Decker's Theory Of Caffeine

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Researchers of Caffeine According to Bennett Allan Weinberg and Bonnie K. Bealer (2001) Caffeine in its pure form was not known until 1820. However, the properties of caffeine are already recognized long before the drug itself is known.

Walter Rumsey (1584-1660)
A welsh judge observed in a book chapter entitled Experiments of Cophee that coffee had the “ power to cure drunktards”. The theory survive today in the prevalent but inaccurate belief that a cup of strong coffee can make a drunk person sober.
Simon Pauli (1603-80)
A German physician warned people about the harmful effects of tea, coffee and chocolate in his published works. In his book, he proclaimed that the Chinese “are guilty of fulsome exaggeration” when they asserted that
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In a book he published, Decker advised drinking a minimum of ten cups daily and recommended building up to fifty to two hundred cups, amounts that he frequently consumed himself. Decker wrote extensively about the analeptic effects of tea and coffee, clearly reflecting his knowledge of pharmacological properties that we attribute to caffeine. Decker’s death at thirty-eight did not add credibility to his theory on extension of human life by the use of tea or coffee. Decker died by falling down a staircase.
Louis Lemery (1677-1743)
A scientist that summarized what he saw as the beneficial and harmful effects of coffee. Among good effects were: strengthening of stomach, speeding digestion, relieving headaches, alleviating hangovers, stimulating the production of urine and flatulence, stimulating memory and imagination. The bad effects include emaciation and loss of sexual appetite.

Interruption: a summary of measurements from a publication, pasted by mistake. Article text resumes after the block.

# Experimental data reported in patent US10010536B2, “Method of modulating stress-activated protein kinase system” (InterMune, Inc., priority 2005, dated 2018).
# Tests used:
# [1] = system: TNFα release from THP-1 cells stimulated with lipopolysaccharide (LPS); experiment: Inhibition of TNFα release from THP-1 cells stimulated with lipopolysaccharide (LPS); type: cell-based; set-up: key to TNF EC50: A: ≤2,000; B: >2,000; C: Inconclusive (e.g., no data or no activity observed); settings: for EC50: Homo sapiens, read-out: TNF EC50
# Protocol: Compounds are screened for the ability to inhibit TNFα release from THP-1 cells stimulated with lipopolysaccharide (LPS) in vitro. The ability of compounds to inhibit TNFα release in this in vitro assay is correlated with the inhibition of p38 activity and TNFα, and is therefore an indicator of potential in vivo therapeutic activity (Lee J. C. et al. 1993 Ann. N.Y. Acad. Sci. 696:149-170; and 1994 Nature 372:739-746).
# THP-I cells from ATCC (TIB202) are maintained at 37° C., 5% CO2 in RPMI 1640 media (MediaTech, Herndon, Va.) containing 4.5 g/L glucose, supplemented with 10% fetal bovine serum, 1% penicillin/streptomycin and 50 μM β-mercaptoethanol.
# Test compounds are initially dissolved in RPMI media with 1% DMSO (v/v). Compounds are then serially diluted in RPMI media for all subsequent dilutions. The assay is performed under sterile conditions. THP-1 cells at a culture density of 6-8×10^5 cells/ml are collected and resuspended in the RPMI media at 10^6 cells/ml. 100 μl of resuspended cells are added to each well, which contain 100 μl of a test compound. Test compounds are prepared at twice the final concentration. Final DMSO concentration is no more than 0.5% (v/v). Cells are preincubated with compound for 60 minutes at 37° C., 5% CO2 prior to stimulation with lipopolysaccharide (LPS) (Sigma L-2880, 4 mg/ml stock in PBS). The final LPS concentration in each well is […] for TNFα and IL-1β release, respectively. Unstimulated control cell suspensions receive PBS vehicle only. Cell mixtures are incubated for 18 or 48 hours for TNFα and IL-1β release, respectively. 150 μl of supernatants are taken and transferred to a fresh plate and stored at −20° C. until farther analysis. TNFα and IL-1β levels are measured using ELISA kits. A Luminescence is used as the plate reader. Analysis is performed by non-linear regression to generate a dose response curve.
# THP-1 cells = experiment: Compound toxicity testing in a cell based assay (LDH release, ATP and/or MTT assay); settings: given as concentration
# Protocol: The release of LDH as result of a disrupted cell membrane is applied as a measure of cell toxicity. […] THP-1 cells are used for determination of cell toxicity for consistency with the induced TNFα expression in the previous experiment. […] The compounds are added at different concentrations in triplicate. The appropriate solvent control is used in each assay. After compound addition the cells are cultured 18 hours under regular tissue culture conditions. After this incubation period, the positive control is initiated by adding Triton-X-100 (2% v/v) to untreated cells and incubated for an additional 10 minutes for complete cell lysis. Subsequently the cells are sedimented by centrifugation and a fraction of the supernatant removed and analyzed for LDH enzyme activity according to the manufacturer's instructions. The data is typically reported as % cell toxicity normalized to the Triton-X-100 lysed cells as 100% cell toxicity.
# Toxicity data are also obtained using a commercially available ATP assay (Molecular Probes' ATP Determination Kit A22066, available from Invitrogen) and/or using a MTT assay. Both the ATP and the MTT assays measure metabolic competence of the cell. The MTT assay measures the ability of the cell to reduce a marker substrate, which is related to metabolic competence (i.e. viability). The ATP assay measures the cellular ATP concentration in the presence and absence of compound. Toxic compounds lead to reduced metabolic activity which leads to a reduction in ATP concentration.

John Ovington
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His comments show a great deal of understanding of what we now consider as a primary use of caffeine: imparting energy, increasing alertness, and preventing sleep.
Simon Tissot (1728-1797)
A Swish-french physican and medical writer, who argued that Decker had corrupted the whole northern Europe by promoting coffee and tea. He asserted that accelerating blood circulation, as coffee do have no value in curing illness and, in fact, will do harm.
Benjamin Moseley (1742-1819)
An English physician and medical writer who presented a comprehensive study of what was known about the origins and health effects of coffee in his time. He also presented a scientific analysis of coffee’s active constituents before the discovery of caffeine by Runge less than 35 years later.
Friedlieb Ferdinand Runge (1794-1867)
A young German physician who first isolated caffeine from arabian mocha coffee beans. In addition, he also discovered quinine an alkaloid obtained from the bark of several species of the cinchona
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